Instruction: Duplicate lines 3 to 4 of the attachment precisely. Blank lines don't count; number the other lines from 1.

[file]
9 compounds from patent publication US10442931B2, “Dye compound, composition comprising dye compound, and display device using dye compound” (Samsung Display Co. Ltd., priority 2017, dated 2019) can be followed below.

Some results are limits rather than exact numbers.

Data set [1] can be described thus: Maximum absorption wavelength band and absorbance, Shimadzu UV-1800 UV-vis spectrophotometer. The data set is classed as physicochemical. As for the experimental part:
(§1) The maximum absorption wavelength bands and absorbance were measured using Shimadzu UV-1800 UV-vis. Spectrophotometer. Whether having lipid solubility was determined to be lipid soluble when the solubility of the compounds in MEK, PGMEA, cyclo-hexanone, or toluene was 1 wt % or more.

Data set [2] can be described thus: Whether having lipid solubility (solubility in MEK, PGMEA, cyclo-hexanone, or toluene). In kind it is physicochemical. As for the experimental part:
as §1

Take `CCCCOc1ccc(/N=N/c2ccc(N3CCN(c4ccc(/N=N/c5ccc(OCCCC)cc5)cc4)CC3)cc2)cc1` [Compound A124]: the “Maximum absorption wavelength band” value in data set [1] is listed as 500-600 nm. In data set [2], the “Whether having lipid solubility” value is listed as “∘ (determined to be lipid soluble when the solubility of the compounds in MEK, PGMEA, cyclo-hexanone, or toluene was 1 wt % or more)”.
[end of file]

Data set [1] can be described thus: Maximum absorption wavelength band and absorbance, Shimadzu UV-1800 UV-vis spectrophotometer. The data set is classed as physicochemical. As for the experimental part:
(§1) The maximum absorption wavelength bands and absorbance were measured using Shimadzu UV-1800 UV-vis. Spectrophotometer. Whether having lipid solubility was determined to be lipid soluble when the solubility of the compounds in MEK, PGMEA, cyclo-hexanone, or toluene was 1 wt % or more.